A Globe and Mail story December 28 confirms what we are seeing locally—India and the Philippines are the top two source countries for international students, and China is falling back.
The article, by The Globe’s post-secondary education reporter Joe Friesen, points out something else I am seeing in my local immigration practice. The most significant growth in the last few years has been from students whose primary goal is permanent residence, again, with India and the Philippines way ahead of the pack.
He points out another trend I see locally.
Students from India and the Philippines predominantly take shorter courses, one to two-years, rather than a full university degree program. His article pointed out the reasons for taking shorter programs, but left out a major one I see. Most of them already have a university degree, and many have more than one.
Statistics he used noted that of the 197,000 study permits approved for students from India, only 6.5 per cent were for a university bachelor’s degree.
Of students from the Philippines, 60 per cent enroll at the college diploma or certificate level, with only three per cent at the university bachelor’s level. The remainder would be in elementary or high school, or taking graduate or post-graduate degree programs.
His article observed that students are taking shorter programs so they can get a post-graduation work permit quicker and move toward permanent residence. That is exactly what I see with all my post-secondary clients. They are already well educated, speak English well, and came here to start a new life.
My Filipino clients are predominantly in the healthcare field, and the ones from India are more focused on business careers.
Clients from the Philippines with a Bachelor of Science degree in nursing, plus nursing experience as RNs, take health care courses they don’t really need, just to get into the labour market. Regulatory bodies and our antiquated health care system where the left hand doesn’t work well with the right hand, can hold them back for years until they finally once again become an RN.
They will take jobs as Personal Support Workers, nurse’s aides, and practical nurses until they finally get accredited, once again, as RNs.
But, they do it with a smile and a can-do attitude, because Canada is where they want to be.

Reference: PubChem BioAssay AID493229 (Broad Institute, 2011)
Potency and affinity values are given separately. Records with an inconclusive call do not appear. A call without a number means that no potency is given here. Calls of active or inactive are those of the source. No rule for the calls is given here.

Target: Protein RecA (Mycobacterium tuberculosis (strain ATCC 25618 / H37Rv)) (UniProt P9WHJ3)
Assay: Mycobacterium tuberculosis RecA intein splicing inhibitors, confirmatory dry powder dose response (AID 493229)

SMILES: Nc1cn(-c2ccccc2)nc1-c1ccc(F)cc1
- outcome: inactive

The Covid epidemic with its country-wide lockdown has likely skewed the numbers from China, along with frosty diplomatic relations between Canada and China, due to the Huawei and two Michaels’ issue, plus Canadian critiques of human rights in China. University and college officials don’t know if there will be a rebound.
Hong Kong study permits, tracked separately, are up, likely as a result of China’s more forceful involvement in Hong Kong affairs.
I am now into the fourth year of my immigration consulting adventure and I thought it time to review where clients are coming from and how they are changing the demographics in North Bay. It was no surprise to see that the Philippines is number one, with 34 clients, and India is right behind with 33. The numbers reflect principal applicants only, and not the members of their families.
Bangladesh is number three with 11 clients, Mexico is number four with 10 and Nepal and Jamaica right behind with nine each. There were five from Colombia, China and Pakistan, four from Brazil, and then it drops to one or two each from France, Germany, El Salvador, Morocco, Sweden, Japan, Iran, Syria, Israel, Ghana, the U.S., U.K., Switzerland, Peru, South Africa, Sri Lanka, Chile, Guadeloupe, Nigeria, Indonesia, Ivory Coast, Kenya, Central African Republic, Russia, Bhutan, and New Zealand.
As I have written previously, when I moved to North Bay in 1978 there was no noticeable diversity anywhere. Now we see it in the arts community, health care, business, technology, hospitality, academia, the non-profit sector, and in our schools, at all levels.
With all that, the city’s immigrant population is still only five per cent, so there is lots of room for growth.
See related: Canada welcomes the most immigrants in a single year in its history
Editor’s Note: Don Curry is a Regulated Immigration Consultant living in North Bay and a member of the Bay Today community advisory committee.